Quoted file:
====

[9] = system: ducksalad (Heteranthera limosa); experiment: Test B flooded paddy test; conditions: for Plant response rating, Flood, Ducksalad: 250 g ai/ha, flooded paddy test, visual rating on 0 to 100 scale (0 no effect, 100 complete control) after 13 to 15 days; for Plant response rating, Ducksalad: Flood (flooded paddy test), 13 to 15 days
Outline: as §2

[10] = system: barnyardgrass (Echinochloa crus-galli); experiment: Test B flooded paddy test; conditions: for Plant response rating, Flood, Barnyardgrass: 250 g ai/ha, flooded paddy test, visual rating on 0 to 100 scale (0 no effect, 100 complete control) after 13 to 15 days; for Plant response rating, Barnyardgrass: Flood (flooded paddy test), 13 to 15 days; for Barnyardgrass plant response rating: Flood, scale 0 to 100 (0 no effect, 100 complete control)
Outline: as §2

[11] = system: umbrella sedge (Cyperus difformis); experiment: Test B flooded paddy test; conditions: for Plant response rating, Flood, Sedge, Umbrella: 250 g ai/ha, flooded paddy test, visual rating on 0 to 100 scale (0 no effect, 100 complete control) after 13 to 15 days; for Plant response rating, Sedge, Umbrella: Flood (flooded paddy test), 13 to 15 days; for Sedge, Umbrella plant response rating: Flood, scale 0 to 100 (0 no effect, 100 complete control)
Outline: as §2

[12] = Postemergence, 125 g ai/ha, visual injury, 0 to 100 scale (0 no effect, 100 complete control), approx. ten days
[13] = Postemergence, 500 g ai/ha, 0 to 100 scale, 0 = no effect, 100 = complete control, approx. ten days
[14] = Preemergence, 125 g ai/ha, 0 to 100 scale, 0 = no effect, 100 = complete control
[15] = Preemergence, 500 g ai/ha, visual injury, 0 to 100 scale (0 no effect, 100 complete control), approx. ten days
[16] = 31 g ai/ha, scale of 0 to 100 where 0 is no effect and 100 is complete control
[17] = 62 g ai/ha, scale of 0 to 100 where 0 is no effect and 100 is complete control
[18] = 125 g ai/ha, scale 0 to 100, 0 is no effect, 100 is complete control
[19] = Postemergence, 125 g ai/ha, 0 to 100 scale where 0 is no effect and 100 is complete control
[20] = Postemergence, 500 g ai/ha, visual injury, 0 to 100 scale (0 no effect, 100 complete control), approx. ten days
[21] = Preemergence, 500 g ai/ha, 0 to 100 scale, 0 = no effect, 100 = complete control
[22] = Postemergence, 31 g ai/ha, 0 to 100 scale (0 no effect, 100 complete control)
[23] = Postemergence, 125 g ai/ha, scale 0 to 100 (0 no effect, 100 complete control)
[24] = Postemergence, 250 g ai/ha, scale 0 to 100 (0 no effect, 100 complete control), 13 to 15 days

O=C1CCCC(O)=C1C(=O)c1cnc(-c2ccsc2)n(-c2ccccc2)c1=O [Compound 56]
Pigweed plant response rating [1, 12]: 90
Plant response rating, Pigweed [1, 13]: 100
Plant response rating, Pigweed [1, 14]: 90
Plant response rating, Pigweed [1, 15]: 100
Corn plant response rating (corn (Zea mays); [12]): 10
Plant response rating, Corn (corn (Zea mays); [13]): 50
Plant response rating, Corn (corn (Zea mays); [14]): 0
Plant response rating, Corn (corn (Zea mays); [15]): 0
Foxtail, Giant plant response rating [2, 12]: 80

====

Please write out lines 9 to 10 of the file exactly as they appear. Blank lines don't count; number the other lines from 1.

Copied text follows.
[14] = Preemergence, 125 g ai/ha, 0 to 100 scale, 0 = no effect, 100 = complete control
[15] = Preemergence, 500 g ai/ha, visual injury, 0 to 100 scale (0 no effect, 100 complete control), approx. ten days